Fast-forward to next November and the first big snowfall. While other people are grumbling, you’ll be getting ready to head out.
But will your snowmobile be ready, as well?
Now is the time to make sure your machine is as geared up to go as you are. Here’s how to take care of business now, so that you can have fun later.
Clean Your Sled
If you’ve had any fun at all this winter, your snowmobile is probably wearing its share of salt, mud, and grime. Get a bucket of soapy water and a sponge and clean everywhere you can, including under the hood and the suspension.
Maintain the Fuel System
For fuel-injected snowmobiles, that means filling up the gas tank (which prevents condensation from forming) and adding a bit of stabilizer (which prevents the solvents in fuel from breaking down and corroding the carburetor). If your snowmobile is a carbureted model, you’ll want to simply drain the fuel tank.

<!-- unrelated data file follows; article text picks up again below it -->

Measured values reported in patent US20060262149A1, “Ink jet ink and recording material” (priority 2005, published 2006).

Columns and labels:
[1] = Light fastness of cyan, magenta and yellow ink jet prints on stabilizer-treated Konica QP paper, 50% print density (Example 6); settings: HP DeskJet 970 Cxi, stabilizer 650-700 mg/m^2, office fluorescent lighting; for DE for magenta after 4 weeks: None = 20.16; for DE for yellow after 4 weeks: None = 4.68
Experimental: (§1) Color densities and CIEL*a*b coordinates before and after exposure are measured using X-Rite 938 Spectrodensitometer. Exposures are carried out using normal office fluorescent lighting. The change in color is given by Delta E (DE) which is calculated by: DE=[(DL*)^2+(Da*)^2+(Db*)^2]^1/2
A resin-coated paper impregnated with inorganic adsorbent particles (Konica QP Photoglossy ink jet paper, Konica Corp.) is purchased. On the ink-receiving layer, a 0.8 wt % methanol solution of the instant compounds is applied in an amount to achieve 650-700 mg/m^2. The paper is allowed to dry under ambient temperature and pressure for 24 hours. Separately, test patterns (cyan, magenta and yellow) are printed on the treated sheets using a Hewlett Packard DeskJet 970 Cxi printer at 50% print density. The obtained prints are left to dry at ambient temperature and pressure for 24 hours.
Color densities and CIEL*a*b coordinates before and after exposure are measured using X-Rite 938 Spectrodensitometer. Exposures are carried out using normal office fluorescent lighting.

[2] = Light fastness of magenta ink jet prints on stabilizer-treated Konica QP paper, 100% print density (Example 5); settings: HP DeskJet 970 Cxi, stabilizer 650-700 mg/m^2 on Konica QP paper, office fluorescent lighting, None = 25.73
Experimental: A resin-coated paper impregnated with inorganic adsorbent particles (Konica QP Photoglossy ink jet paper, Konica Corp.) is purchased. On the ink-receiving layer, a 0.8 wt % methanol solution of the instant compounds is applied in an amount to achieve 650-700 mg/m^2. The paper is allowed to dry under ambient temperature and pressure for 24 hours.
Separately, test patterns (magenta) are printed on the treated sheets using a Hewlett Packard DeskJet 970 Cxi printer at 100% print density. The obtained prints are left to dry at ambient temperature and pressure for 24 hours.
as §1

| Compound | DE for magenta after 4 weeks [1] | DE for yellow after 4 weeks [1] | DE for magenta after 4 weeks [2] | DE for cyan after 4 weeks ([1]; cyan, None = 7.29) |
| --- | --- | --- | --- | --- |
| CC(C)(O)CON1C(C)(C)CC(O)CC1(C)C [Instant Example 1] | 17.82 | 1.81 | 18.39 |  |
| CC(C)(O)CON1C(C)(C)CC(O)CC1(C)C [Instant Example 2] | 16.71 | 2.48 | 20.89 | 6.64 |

Fog the Engine
This process coats the inside of your engine with oil, which will protect it over the summer. First, remove your air box. Then, start the engine and spray the fogging oil into the throttle body. Make sure you do this step either outside or in a well-ventilated area as it produces a thick white smoke (which is where the term “fog the engine” comes from).
Lubricate the Grease Fittings
Greasing the joints on your snowmobile’s suspension will prevent rust and corrosion from occurring over the summer.
Get it off the Ground
Invest in a snowmobile lift or dolly (around $50) and use it to get your sled off the ground, which will prevent condensation (rust!) from sneaking into your machine.
Snowmobile Storage and StorageMart
A garage is the best place to keep your snowmobile. If you find that space in yours is getting tight, a self storage unit might be a great solution. At StorageMart, we offer clean, well-lit self storage units
in a variety of sizes—all of which can be rented on a month-to-month basis. Need more info? Check out our storage unit guide
or rent a unit online